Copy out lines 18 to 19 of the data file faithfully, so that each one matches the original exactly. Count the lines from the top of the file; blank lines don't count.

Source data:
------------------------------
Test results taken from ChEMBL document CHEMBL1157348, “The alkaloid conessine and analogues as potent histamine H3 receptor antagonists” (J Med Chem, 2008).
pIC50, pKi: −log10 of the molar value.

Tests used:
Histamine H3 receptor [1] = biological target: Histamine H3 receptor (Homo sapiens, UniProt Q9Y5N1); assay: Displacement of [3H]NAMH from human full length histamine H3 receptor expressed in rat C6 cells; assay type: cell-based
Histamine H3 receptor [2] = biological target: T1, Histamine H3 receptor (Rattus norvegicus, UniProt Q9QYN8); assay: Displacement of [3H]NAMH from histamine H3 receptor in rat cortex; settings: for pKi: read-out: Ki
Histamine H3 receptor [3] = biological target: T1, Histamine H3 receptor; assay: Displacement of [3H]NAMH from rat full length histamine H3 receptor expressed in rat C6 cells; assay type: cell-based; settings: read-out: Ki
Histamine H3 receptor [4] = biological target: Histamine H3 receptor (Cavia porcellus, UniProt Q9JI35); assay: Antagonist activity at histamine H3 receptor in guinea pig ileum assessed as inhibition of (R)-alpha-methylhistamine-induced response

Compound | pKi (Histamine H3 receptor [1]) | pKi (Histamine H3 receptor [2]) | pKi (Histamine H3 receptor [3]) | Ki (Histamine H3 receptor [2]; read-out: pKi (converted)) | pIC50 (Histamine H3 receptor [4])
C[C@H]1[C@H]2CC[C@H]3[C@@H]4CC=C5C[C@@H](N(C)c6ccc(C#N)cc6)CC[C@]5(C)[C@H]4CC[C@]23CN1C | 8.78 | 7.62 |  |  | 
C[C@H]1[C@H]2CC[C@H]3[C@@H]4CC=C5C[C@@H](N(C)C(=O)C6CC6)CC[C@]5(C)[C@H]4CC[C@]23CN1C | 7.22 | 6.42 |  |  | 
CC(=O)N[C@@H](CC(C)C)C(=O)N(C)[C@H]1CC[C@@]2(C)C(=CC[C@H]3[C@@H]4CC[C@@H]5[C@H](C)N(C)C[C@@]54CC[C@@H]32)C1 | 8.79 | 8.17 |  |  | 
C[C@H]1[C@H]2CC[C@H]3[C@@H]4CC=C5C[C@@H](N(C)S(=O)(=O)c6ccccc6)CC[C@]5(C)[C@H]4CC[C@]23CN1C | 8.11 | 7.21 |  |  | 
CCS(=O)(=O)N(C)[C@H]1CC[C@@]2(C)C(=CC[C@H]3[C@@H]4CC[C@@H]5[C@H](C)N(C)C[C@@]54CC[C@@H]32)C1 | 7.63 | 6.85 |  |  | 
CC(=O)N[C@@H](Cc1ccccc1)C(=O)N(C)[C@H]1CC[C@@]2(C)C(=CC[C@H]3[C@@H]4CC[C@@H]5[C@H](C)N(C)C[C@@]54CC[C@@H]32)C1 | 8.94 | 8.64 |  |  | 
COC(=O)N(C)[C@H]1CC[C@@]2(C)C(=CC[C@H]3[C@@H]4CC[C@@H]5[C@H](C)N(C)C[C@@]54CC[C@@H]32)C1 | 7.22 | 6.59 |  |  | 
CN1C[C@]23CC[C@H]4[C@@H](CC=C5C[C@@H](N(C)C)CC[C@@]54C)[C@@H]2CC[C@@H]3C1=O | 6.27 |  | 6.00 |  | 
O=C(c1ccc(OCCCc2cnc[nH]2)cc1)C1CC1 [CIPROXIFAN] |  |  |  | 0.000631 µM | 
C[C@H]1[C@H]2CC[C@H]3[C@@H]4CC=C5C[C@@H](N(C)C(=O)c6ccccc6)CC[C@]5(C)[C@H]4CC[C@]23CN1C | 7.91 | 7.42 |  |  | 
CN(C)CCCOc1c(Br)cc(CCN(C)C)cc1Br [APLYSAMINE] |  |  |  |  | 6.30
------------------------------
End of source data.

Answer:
C[C@H]1[C@H]2CC[C@H]3[C@@H]4CC=C5C[C@@H](N(C)C(=O)c6ccccc6)CC[C@]5(C)[C@H]4CC[C@]23CN1C | 7.91 | 7.42 |  |  | 
CN(C)CCCOc1c(Br)cc(CCN(C)C)cc1Br [APLYSAMINE] |  |  |  |  | 6.30